D'Souza and Lacy receive HSC presidential awards
D'Souza, Lacy recognized with presidential awards
HSC-Baylor College of Dentistry faculty members received two of six Presidential Awards for Excellence presented by Dr. Nancy Dickey, Texas A&M Health Science Center president, at the HSC's Jan. 20 academic convocation in College Station, Texas.
Dr. Rena D'Souza, professor and chair of biomedical sciences, received the Presidential Award for Excellence in Research, which honors significant contributions that enhance, facilitate or accelerate the HSC research enterprise.
Dr. Ernestine Lacy, director of student development and associate professor of restorative sciences, received the Presidential Award for Excellence in Education and Mentorship, which honors exceptional contributions and achievements as an educator or mentor and is reflective of the breadth of these activities across the HSC.
D'Souza honored for research accomplishments
A dentist and scientist, D'Souza has made significant contributions to the fields of tooth development and genetics, received millions of dollars in research funding from the National Institutes of Health and accepted the highest accolades for scientific achievement and mentorship from her peers.
"Dr. D'Souza is a recognized leader in her discipline of biomedical research throughout the United States and internationally," said Dr. James S. Cole, HSC-BCD dean. "In the brief time she has been at BCD, she has made great strides toward the integration of clinical, educational and scientific collaborations throughout the college. She works tirelessly to better her personal research projects, as well as those of the department, the college and the college's research partners."
Since joining the dental college faculty in 2006 as professor and chair, D'Souza has received more than $6 million as the principal investigator for 12 grant awards. She is the principal investigator of two major research grants from the National Institutes of Health's National Institute of Dental and Craniofacial Research and director of a National Research Service Award Institutional Research Training Grant from the NIDCR. Recently, D'Souza received four NIH American Recovery and Reinvestment Act awards, including one that will help recruit two outstanding faculty members with expertise in tissue engineering. As a result of her hands-on mentoring of faculty, her department has seen an almost threefold increase in extramural funding during the past five years.
D'Souza's impact on future professionals through her mentoring work is extensive. She has provided guidance to researchers at all stages of education and development, from high school students and science teachers to junior and mid-career faculty. Faculty in her department have noted her interest in sharing her knowledge and expertise, her positive attitude and service as a role model for active and aspiring researchers, and her constructive feedback and willingness to help others reach their potential.
D'Souza, who is a recipient of the Distinguished Scientist Award from the International Association for Dental Research, was elected vice president of the American Association for Dental Research and serves as a member of the National Advisory Council for Dental and Craniofacial Research as well as a director on the Friends of the NIDCR board. She was selected as a fellow of the Executive Leadership in Academic Medicine Program for Women at Drexel University College of Medicine in Philadelphia.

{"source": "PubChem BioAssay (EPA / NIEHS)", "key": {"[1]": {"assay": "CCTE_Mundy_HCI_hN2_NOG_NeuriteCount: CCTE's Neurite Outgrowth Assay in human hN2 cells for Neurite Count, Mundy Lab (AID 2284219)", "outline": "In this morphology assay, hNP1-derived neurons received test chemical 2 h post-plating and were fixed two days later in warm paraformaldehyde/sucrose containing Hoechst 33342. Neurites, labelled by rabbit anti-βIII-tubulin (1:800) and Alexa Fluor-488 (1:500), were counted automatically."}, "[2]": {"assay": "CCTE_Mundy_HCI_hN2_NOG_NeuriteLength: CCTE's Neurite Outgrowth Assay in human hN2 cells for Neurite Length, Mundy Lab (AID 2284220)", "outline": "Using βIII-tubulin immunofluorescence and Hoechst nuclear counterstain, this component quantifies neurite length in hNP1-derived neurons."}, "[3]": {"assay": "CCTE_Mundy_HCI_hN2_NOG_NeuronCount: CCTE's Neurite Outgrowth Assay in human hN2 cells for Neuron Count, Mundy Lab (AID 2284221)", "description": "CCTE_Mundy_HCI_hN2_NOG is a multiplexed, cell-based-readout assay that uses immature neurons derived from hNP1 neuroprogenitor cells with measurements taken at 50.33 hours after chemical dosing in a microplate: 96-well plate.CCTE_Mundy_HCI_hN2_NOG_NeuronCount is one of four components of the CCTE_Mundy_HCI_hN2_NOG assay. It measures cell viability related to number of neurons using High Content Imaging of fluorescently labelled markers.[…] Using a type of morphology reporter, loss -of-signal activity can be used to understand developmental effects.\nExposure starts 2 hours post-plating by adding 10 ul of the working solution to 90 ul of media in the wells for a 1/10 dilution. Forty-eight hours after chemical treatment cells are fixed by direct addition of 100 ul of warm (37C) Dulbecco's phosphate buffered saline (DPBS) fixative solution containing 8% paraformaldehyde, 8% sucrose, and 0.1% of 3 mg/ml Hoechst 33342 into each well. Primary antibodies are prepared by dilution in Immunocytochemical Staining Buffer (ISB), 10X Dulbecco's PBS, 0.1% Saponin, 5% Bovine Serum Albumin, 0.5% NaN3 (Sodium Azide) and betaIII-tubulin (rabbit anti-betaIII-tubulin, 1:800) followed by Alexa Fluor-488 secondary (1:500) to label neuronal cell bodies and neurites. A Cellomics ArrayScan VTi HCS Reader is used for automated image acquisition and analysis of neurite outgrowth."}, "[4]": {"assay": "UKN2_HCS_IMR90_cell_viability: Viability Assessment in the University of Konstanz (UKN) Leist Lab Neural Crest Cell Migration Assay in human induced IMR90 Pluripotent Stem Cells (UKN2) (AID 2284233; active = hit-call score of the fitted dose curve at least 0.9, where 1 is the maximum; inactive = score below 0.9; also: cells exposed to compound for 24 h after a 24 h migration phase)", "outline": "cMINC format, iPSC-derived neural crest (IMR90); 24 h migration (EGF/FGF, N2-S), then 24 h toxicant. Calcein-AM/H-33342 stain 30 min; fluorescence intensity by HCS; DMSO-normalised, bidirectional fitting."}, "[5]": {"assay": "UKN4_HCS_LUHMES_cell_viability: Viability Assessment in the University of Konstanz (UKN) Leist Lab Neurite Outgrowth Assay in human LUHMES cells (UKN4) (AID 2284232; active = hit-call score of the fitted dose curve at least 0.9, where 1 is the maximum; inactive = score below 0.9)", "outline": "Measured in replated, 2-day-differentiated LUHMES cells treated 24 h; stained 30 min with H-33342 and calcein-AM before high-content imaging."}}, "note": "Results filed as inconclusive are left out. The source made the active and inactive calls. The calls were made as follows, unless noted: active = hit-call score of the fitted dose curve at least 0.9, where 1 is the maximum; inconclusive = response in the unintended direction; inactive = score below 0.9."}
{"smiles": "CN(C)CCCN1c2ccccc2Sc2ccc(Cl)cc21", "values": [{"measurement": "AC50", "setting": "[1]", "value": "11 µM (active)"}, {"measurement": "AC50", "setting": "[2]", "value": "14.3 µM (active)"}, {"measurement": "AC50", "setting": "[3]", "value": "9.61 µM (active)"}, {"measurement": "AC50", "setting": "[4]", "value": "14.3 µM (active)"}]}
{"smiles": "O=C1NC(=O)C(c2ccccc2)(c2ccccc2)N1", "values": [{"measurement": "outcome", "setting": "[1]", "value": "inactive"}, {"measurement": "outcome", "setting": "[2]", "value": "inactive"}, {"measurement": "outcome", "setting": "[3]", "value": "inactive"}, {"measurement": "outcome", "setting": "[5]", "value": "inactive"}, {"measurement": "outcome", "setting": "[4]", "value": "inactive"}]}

Lacy influences enrollment diversity
Due to Lacy's work, each year thousands of young people from underserved communities in Texas are introduced to dental medicine as a potential career path. In fact, she's created a pipeline of future dentists that has positively impacted the diversity of HSC-BCD's enrollment.
In this way, Lacy has played an important role in the success of her alma mater. Today, the college is one of the most ethnically diverse dental schools in the nation.
"Dr. Lacy has worked tirelessly not only to develop and fund pipeline mentoring programs to encourage minority enrollment and academic success at BCD, but she has taught and personally mentored many of the participating students," Cole said. "While the statistics are certainly a critical indicator of the effectiveness of these programs, they do not tell the more important story, which is that hundreds of bright minority students will now be rewarded for their hard work and diligence with a lifelong career in dentistry. Dr. Lacy's programs are indeed far reaching."
The programs she has created through the Office of Student Development target students from kindergarten through postdoctoral education. The services provided include career awareness, recruitment and assisted-entry activities; retention services such as tutoring and test-taking strategies; and postdoctoral faculty training. The primary objective of the programs is to assist qualified students in gaining admission into and successfully graduating from dental school.
To fund these programs, Lacy has received nearly $7 million in grants from the Robert Wood Johnson Foundation, Health Resources and Services Administration for the Health Careers Opportunity Program, W.K. Kellogg Foundation, Texas Higher Education Coordinating Board, Baylor Oral Health Foundation, TG Public Benefit Program and others.
Nationally recognized as leader in minority-student education and mentorship, she has been invited 15 times to give presentations at national meetings to share her experiences and successes and has served on numerous occasions as a special emphasis panelist and an ad hoc reviewer for the HRSA.